Red panda

Latin Name
Ailurus fulgens




Raccoonlike in appearance, with a red coat, long tail and white spots on the cheeks, mouth and ears, the red panda is actually unrelated to its fellow tree dwellers. DNA testing has resulted in the species being placed in its own unique family.



The red panda can be found throughout the Himalayan mountain range in China, Nepal, India, Burma and Bhutan.


The red panda is endangered in its native range due to habitat loss and poaching. Lincoln Park Zoo participates in the Red Panda Species Survival Plan®, a shared conservation effort by zoos throughout the Association of Zoos and Aquariums.


The species inhabits elevated bamboo and evergreen forests ranging from 4,000–10,000 feet.


An arboreal species, the red panda spends most of its time in the branches, where it subsists on bamboo shoots and leaves, berries, flowers and the occasional egg or insect. Bamboo makes up the bulk of its diet, but because the omnivore can’t fully digest bamboo fiber, a large part of its day has to be spent foraging to ensure it gets its necessary nutrients.

Life History

The red panda is largely a solitary animal. Males and females define separate territories via scent marking, coming together only for breeding. The female rears the young on her own, giving birth in leaf-lined tree cavities and leaving her cubs as she forages for food. After a year of care, mother and offspring go their separate ways, each pursuing a life of solitude among the trees.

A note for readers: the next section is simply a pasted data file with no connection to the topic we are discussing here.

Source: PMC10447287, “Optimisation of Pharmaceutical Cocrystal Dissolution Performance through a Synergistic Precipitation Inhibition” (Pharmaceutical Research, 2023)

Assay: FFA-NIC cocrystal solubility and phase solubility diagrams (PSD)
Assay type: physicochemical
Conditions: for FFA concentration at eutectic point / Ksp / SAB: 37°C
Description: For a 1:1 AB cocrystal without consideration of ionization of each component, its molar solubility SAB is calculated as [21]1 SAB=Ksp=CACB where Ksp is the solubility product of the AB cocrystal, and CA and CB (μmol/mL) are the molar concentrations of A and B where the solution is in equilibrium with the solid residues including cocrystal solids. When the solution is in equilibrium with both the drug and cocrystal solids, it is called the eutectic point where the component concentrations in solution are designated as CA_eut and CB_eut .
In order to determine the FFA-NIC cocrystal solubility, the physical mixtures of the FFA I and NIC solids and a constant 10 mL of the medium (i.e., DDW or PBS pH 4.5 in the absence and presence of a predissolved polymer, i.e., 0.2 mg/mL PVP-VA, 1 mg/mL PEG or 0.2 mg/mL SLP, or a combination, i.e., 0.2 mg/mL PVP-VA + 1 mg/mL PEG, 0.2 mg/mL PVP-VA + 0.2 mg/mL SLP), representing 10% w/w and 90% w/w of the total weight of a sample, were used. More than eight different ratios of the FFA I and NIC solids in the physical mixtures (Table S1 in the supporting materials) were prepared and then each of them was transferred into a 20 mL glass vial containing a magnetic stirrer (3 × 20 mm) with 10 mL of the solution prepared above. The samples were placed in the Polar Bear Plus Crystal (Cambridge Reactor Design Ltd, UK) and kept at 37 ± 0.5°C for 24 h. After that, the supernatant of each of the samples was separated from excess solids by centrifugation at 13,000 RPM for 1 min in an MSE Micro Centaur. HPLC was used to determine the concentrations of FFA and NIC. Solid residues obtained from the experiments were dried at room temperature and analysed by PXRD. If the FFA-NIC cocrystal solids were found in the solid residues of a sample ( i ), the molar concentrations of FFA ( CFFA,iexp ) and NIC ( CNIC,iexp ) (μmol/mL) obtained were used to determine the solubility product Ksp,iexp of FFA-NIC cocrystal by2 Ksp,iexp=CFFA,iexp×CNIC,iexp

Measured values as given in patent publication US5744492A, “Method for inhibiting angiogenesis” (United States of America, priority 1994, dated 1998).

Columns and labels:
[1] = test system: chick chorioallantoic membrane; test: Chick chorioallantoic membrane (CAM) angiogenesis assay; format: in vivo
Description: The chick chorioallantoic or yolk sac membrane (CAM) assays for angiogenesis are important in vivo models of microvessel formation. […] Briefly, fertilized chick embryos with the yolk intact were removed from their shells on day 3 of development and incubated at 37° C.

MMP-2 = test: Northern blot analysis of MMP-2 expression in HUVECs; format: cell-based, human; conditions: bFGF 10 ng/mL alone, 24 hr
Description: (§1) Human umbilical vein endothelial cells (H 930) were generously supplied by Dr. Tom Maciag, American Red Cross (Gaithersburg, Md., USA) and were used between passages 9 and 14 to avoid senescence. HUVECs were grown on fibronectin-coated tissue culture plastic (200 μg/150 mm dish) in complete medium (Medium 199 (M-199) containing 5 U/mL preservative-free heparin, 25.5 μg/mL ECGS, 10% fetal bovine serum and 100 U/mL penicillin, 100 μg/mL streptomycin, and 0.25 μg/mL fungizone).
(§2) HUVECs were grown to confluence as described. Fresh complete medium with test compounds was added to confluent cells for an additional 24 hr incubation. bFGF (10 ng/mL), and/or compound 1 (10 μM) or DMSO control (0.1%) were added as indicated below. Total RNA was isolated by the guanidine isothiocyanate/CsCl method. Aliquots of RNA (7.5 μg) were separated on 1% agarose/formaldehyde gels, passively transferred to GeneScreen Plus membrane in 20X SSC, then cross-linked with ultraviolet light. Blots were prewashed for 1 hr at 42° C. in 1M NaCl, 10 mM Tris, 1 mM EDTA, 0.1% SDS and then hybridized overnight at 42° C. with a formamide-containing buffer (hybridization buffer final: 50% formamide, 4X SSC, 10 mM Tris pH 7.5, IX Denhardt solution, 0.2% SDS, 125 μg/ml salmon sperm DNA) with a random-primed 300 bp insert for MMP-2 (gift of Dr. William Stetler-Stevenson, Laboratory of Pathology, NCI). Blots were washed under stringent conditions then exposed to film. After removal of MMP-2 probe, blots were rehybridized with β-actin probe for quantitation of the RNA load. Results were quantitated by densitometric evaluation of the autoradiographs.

Special Adaptations

The red panda uses a “panda's thumb”— an extension of the wrist bone—to grasp fruit and branches.

Bonus Content

Let the Play Begin
Visitors can expect to see different behaviors from the male and female red pandas as they gear up for breeding season.

ARKive Media

ARKive video - Red panda - overviewARKive image - Red panda infantARKive image - Red panda carrying cub, captive

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